searching for MB2 searching for MB2
Thanks ben. I appreciate all the help you and all the rooters have offered. The ability to take photos and share findings through the scope has been an unforeseen advantage of the scope. Maybe Iíll have this figured out by amed. - gary gary, I ran the numbers for a six month period for my office a few years ago. About two thirds of maxillary seconds had four or more canals. I'll post a few cases showing locations, and my observations of anatomy, but for "searching" 1) Vital, no AP-->Don't kill the tooth and make the patient worse. 2) Vital, AP-->look pretty good. 3) Necrotic, Virgin case-->look really good. 4) Vital (orig diagnosis--no lesion) retreatment--->if ext is the alternative, then you don't have a helluva lot to loose by perfing while looking. If symptoms not so bad that they can be tolerated, look pretty good. 5) Necrotic (original diagnosis-lesion) retreatment-->ext is really the only alternative. Find additional anatomy or perf trying. In other words, look with intent, moderated by the liklihood of the consequences of failing to address all the anatomy vs. the consequences screwing it up so badly that the subsequent clinician can't fix it or it ain't worth fixin'. Maxillary first molars are another story. I think I have had two this year with three canals. I inform the patient of the liklihood that I missed canals, and stress recall. One of them I know is fine. ps. your burs look to fat - John A Khademy I had one of these last week. I knew there was an MB2 and I troughed deep enough to feed hogs. Finally the spot where the MB2 was disappeared. I gave up and filled the tooth. Surgery might be down the road but I'm betting it went right back into the MB1. Remember, 40 years ago MB2's were very rare. :-) Guy Put your troughing tip into the mb1 orifice and drag it toward the depression you've made looking for the mb2. Create a ramp of sorts, removing the dentin between the two orifi. You will end up with a single teardrop shaped orifice, or possibly will find a separate mb2 down a bit deeper. - Mark Dreyer DMD Porcine references seem to come up quite a bit in endo. Rob had advised me a few weeks back to open up the mesial aspect of my access a little more but not hog the thing out. Now we are troughing to feed hogs. The obvious conclusion I draw from this is that it isní't kosher to do endo - Gary Gary that is a great photo that shows what you have accomplished so far. I like the photos. Wow , nice stuff. In addition, I wanted to say that posts by John Khademi and others are so helpful in giving you a clue as to how to progress from here. Nice thread folks....... Glenn On a more serious note, is anyone other than me having any problem in these hot humid summer months with their lenses fogging. I've got a 30000 microscope setup rendered totally blind by humidity. I'm trying something different since yesterday. Went to loewes and bought the biggest baddest dehumidifier going, set it to constant run, and let it go for 2 days. I'm anxious to see if anyone else has this problem. Particularly guys like Arturo, dan s, and even that Einstein Fred guy, since you are all subject to the same weather conditions - gary Now if you can show me at amed how to aim at and actually see a lower tooth (ok, I am the master of the incisors :)) I can start taking photos of my 5,6, 7 canal lowers. And the loch ness monster! On a more serious note, is anyone other than me having any problem in these hot humid summer months with their lenses fogging. I've got a 30000 microscope setup rendered totally blind by humidity. I'm trying something different since yesterday. Went to loewes and bought the biggest baddest dehumidifier going, set it to constant run, and let it go for 2 days. I'm anxious to see if anyone else has this problem. Particularly guys like Arturo, dan s, and even that Einstein fred guy, since you are all subject to the same weather conditions. - Gary John A. Khademi, DDS MS wrote: Skip the mask. Not a great idea if you are polishing composites all day long......... Lots of problems with that and lungs......... If all you are breathing is NaOCL, I guess its ok. - Glenn If you had an assistant's side and she managed the field correctly you would not have this problem, but I don't want to start that debate again, as the "co-observer tube" does not work for restorative dentistry. :-) I will remind the readers that I do all the restorative in my endodontic practice, including many partial and complete crown preparations, all under the dam, all with the assistant's side. I do not get the garden variety conservative CL II's or the simple CL III's. I get the bombed out, impossible to clamp, upper second molars on the squirrely patient's you hate to treat who won't open their mouths and won't stop wiggling. In other words, I get the stuff even Glenn does not want to do. I'll post one from last friday. :-)) As a further note, if you place the composites well, there is very little polishing. You're not polishing these things dry are you? Too much heat generation :-)) - John A Khademi You dont have to cut out old amalgams, cut out old resins, I guess........ I for one dont want to ruin my lungs and there is alot of "stuff" floating around in the air. I for one prefer to wear a mask . As for the coobservation tube stuff, you wont let it lie....... Tell you what John.......next year you teach the course at AMED........its all yours to teach the docs about how to use the co observation tube. - Glenn Where do you practice? In most states a specialist can only do what is defined by his state's spatiality act. In Oklahoma an endodontist can remove the tooth he was referred if wanted and place build ups and P & C. but not do prosthetics. I am not sure where endo would fit in here (Oklahoma), I have no problem with a skilled endodontist placing implants. None around here are doing so at this time - Alan Cady Alan, Colorado, but I did the same thing in CA. I don't do the crown, just put margins in, or make sure that the restorative does not have overhangs and break the contact. This is all part of the "coronal endodontics" :-)) I do what is best for the patient given my training and skill set. There is definitely overlap with essentially every other specialty except ortho, but I know guys that extrude teeth as well. I think JoeyD does this. I might also add that both JoeyD and Stropko also do all the coronal endodontics. - John A Khademi I know guys that extrude teeth as well. I think JoeyD does this. I might also add that both JoeyD and Stropko also do all the coronal endodontics. I do about 1-3 extrusions per year....it's definately NOT my most popular Tx...with implants.... it dwindles every year....10 years ago, I was doing 4-8..... And yes....I do the coronal endodontics on every case! Unlike John K......I'll leave overhangs for the refering doc to remove if I know they can prep it.....some endodontists are better at crown preps under the scope then others... Stropko does a great job....John K does a great job....Joey D...OK on a good day... so I know I'm weaker on this issue.....as a consequence...I prefer not to screw it up. As for implants....we are refering out about 4 a week now...add that up to 200 a year and you see that's a significant part of my practice ...seems to be to condem the tooth and recommend ext and replacement with an implant.- Joey D what is the "coronal endodontics", Joey? - Marcos it means putting the buildup or restoring the access...what ever it takes to place a restoration in the coronal aspect that's NOT a temporary.......so if the tooth is gonna get a crown...then we do build up in preparation for the crown...if the tooth has a crown which is being maintained, we are gonna restore the endodontic access. Joey D, "That's my definition of coronal endodontics" I have tried the mask trick with little success. Maybe I'll try your brand. But I think the humidity level in our office contributed a good deal. Since I put in a dehumidifier on Thursday, we've had to empty the thing 3 times. We were in on Saturday after two days of running, and the fogging issue was much reduced. - gary Gary, I had some fogging problem a while back, and found these "no fog cloth" helped. I used to use them for ski goggleswhen I used to ski. : ) http://www.smithsport.com/products/accessories/lenscare_nofogcloth.html Also, having a mask that does not allow breath to escape over the top is important as Glenn said. I havent tried removing the eyecups, but I bet that is the fastest and most surefire way to prevent fogging. Good luck, Jeff. Now if you want to view the mesial canals you either have to remove the mesial marginal ridge or tip the patient back a bit and use the mirror distal to the tooth to see. In fact to get a good photo of the mesial canals I will actually tip the microscope AWAY from me and lean slightly over the patient at times to accurately photograph the lower molars mesial canals. Hopefully that gets you started. Here is one I just cropped down to show you what is possible.- Glenn searching for MB2 Hi Gary........For a lower tooth you must do two things to visualize the tooth. One to get a direct view of the distal canal you can often 1. Raise the patient to a semi seated position (20-40 degrees off the horizontal ) 2. Tip the binocs of the scope towards you 15-30 degrees. 3. Direct you microscope almost over the cheek of the patient on the same side as the tooth you are looking at Effectively this gets you away from looking at the facial surfaces of the lower incisors to the occlusal surfaces of the molars. Now if you want to view the mesial canals you either have to remove the mesial marginal ridge or tip the patient back a bit and use the mirror distal to the tooth to see. In fact to get a good photo of the mesial canals I will actually tip the microscope AWAY from me and lean slightly over the patient at times to accurately photograph the lower molars mesial canals. Hopefully that gets you started. Here is one I just cropped down to show you what is possible.- Glenn Are you saying that generally you cannot view both mesial and distal simultaneously and directly??????????????????????? Thatís been my issue, and I felt I was doing something wrong. I could view one or the other, but usually have difficulty doing both. And because of that Iíve been reluctant to do operative and/or c and b through the scope in these regions for fear I might hair lip someone. Will we have the opportunity to cut up some typodont or other teeth under the scope, or will we be limited to scope viewing. Keep in mind you are stuck with me all day Thursday.- gary Yes Gary you can view both canal systems at the same time but only at the lower mags. I prefer to work at 8X and above mag so I can only see one system at a time. If you keep one hand in the operating field you can always find your way there. Cover the instrument and touch your fingers or thumbs together. I try to keep my left hand ALWAYS in the operating field to provide stereotactic fulcrum for the hand I pass instruments in. Gary Carr likes to only move his right hand a tiny amount with instrument passes forcing the assistant to come to him. He actually keeps the pinkie finger of his right hand touching the left hand and rolls the right hand open for instrument passes. This keeps the two hands in contact at all times reducing the risk of injury. I often move my right hand more than Gary does. Most times I am ok because the motion is so repetitive that I know by instinct where I am going. We can practice that on Thursday. - Glenn I had this problem also frequently...at least I think my problem was the same if I understand your post. The problem is related to you using those rubber cups on the oculars. Your breath forces out from under your mask and foggs things up. You have two solutions: either don't wear a mask (probably a bad idea), or learn to use the scope without those rubber cups. It took me a day or two to get used to having those cups off, but now I'm fine, and no more fogging! - Mark Dreyer DMD Hey Mark , another option is to pinch the mask tight on the bridge of the nose and bend the bottom away from the chin to allow airflow down and out. Whenever I do this, blow the eyepieces with the air from the 3 way syringe it is fine. I use the laser masks that are from MAGIC ARCH. They have metal on both the bottom and the top. The key is to pinch the bridge of the nose metal very tight and to open up the lower part of the mask to create airflow down and out of the binoculars. I like to embed my eyes in the rubber cups (I actually prefer the old rubber cups on the Protege Plus compared to the newer ones on the G6 ) as I can mover the scope around slightly with my nose if I do this. Hope this helps....... Neat stuff - Glenn I remember you recommending this to me a few years ago. I tried them and it didn't work. I was to the point where I was wearing the mask during drilling to protect against aerosols, and then taking the mask off for the rest of the procedure. For me, taking the eyecups off has solved the problem for me. Thanks, - Mark Dreyer DMD I have tried the mask trick with little success. Maybe I'll try your brand. But I think the humidity level in our office contributed a good deal. Since I put in a dehumidifier on Thursday, we've had to empty the thing 3 times. We were in on Saturday after two days of running, and the fogging issue was much reduced. - gary Hi Mark........maybe it is the difference in the humidity between Vancouver and Florida. I can tell you that this works for me with ZERO problems. I pinch tight on the top end, and bring the bottom part of the mask up a little and open up the sides so that airflow will go out there. One huge problem for a GP who is moving the scope with his nose subtlely ALOT during the whole process is that this becomes incredibly difficult without the eyecups on the old Protege Plus, now try it on the new scopes. Its almost impossible with the sharp lip there on the oculars. I had one of the eyecups fall off on the G6 on the initial design (it has been redesigned) and it cut me when I started moving the scope around on the bridge of my nose. This is not a possibility in my mind for the GP. In endo in my practice the scope is much more stationary than in cutting 4 teeth in an arch or during a crown prep........I know that this conversation can quickly deteriorate into the endo scope movements vs the GP scope movements but the reality of the situation is that there is a difference there as well. Hope that adds some more information to this discussion.- Glenn Iíll try taking the rubber cups off and see what effect that has. I do have the same problem occurring when I put on my 2.5 and 3.5 loupes also. Today was day one of scope use after installation of the dehumidifier, and I had much less problem. And its humid as hell here today, remnants of hurriciane Ophelia or whatever the latest scurge is. And I donít know if weíve gotten all the moisture out of here with two days running. Thanks for the tip mark. This has been driving me nuts. - gary Yes, I've had it for two years, and am able to play it from the recording dvd in the operatory. I also have a head manikin there to practice what glenn is preaching. But, for instance, I had a lower 1st molar retreat today which was an absolute pia. There were 5, count them, 5 silver points in the ribbon shaped distal canal. After 2 hours, 2 visits, three capillary tubes, ultrasonics, and (boy do I hate to admit this) a handful of ss in an m4, I finally got the distal canal clear. I filled it with caoh2 and quit. Why? Because I couldn't see the mesial canals at all and they have never been entered! I was working through an old crown, am now planning to cut the crown off for the sole purpose of visualizing the mesial canals. I have glenn's dvd, nick forster (local global rep's dvd), global america's dvd, some other one I can't remember where I got it from, and glenn's handouts. But believe me, there's no substitute for an experienced clinician who can probably see something, most likely very minor and easily fixed, that will eliminate the problems I'm having.- gary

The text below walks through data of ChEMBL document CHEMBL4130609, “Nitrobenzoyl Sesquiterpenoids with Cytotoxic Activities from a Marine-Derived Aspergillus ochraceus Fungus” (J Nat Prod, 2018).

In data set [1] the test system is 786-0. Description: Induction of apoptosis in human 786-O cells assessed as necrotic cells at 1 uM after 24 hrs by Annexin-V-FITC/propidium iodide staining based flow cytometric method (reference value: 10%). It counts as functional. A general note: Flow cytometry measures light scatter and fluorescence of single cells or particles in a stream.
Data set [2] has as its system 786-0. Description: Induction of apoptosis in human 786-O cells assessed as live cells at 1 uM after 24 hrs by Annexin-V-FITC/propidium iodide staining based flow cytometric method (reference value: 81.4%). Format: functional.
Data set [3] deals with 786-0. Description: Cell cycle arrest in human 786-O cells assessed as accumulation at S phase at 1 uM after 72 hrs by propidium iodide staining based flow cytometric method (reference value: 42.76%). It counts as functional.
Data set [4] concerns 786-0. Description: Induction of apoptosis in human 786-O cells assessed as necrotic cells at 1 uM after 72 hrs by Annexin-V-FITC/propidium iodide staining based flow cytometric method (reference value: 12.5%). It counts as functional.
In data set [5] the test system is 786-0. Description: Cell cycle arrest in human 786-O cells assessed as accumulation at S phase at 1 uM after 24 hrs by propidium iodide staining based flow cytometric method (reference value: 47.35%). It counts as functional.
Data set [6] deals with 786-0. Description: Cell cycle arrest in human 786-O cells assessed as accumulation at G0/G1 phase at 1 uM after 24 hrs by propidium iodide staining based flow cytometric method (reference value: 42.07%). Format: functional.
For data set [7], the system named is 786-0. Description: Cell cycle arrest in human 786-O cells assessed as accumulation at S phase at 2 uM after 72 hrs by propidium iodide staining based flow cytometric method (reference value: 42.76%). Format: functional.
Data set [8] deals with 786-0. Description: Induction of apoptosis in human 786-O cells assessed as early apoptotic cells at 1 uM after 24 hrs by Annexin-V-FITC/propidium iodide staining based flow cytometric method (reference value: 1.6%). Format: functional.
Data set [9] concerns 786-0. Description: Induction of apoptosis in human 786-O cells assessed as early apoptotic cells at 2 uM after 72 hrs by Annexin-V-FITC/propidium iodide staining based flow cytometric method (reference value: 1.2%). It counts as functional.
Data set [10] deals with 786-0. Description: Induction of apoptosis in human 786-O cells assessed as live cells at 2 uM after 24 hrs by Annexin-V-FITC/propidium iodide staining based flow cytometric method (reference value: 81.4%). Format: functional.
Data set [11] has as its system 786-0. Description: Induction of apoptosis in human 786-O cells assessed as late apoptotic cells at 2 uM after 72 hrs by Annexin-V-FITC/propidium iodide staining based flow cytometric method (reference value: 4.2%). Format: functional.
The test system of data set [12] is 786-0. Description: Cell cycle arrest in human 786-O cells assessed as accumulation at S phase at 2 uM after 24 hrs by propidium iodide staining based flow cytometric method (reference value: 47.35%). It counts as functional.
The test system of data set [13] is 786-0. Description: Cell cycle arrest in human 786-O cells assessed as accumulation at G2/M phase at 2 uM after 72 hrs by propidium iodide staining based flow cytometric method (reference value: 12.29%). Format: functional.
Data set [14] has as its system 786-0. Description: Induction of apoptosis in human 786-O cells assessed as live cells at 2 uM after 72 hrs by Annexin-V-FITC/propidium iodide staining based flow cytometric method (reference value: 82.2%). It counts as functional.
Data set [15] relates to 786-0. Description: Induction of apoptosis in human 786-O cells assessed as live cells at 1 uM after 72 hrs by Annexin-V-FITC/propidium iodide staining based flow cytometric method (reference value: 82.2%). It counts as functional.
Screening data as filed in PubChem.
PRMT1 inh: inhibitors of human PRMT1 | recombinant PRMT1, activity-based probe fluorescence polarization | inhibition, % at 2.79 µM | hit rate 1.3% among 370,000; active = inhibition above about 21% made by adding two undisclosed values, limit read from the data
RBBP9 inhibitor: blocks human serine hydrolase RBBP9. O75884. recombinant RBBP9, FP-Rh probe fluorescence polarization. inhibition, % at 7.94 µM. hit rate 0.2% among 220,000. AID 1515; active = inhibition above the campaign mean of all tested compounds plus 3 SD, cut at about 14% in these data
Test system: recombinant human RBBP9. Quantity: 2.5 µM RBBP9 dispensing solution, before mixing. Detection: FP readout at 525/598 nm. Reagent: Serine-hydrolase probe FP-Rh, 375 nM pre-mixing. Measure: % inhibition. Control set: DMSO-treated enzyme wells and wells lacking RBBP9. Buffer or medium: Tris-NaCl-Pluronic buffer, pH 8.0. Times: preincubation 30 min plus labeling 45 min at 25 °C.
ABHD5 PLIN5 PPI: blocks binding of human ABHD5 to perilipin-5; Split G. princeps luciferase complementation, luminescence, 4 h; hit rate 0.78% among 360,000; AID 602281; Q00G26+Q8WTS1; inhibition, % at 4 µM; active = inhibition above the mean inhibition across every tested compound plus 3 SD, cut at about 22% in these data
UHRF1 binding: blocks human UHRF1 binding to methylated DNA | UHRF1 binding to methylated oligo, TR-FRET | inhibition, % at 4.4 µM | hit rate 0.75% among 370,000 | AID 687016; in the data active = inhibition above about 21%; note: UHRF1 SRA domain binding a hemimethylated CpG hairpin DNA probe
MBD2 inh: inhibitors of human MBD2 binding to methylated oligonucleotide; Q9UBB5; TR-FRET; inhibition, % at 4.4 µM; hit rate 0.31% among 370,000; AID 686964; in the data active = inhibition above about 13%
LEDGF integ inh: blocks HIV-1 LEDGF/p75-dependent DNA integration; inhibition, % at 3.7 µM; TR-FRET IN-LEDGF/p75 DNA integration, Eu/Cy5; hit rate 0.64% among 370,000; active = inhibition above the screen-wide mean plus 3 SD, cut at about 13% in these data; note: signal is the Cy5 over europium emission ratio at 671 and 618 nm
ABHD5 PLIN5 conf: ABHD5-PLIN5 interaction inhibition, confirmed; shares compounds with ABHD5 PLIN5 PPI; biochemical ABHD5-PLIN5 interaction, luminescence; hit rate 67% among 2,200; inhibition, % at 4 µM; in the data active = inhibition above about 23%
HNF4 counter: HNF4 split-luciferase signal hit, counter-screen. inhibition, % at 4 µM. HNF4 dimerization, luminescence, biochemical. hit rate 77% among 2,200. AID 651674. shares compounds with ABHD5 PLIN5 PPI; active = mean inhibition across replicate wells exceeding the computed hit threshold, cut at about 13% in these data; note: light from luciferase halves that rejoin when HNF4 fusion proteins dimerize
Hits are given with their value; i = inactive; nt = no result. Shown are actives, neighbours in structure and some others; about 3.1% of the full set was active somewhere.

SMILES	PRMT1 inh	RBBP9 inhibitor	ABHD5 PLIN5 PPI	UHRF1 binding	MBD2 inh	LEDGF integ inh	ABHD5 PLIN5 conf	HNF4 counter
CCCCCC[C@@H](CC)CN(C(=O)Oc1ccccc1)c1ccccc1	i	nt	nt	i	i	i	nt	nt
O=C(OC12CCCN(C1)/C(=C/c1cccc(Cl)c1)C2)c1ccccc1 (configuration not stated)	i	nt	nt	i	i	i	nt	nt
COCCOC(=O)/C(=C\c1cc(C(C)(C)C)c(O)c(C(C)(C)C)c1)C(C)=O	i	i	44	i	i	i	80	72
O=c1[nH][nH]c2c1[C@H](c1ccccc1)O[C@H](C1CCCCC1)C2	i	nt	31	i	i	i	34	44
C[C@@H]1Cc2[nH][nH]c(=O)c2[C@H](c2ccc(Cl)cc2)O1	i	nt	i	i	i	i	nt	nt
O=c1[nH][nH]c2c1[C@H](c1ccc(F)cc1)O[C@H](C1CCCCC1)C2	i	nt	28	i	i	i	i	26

K 3 lightspeed

Crown replacement

Root reinforcement

Vertical root fracture

Periodontal pocket

Cox crapification

Cold sensitivity

Buccal sinus

Nikon 995

Distal canals

Second mesial canal

Narrow escape

Membrane

Severe curvatures

Unusual resorption

Huge pulpstone

Molar access

Perforation repair

Maxillary molars

Protaper shaping

Pulsing pain

Apical periodontitis

Mesial middle

Isthmus protocol

Fragment beyond apex

Apical trifurcation

Jammed K file

Mesial canals

Irreversible pulpitis

Bicuspid abscess

Sideways molar

Red Dye allergy

Small mirrors

Calcified molar

Extraction and implants

Calcificated central

Internal resorption

Bone lucency

Porcelain inlay

Bone allograft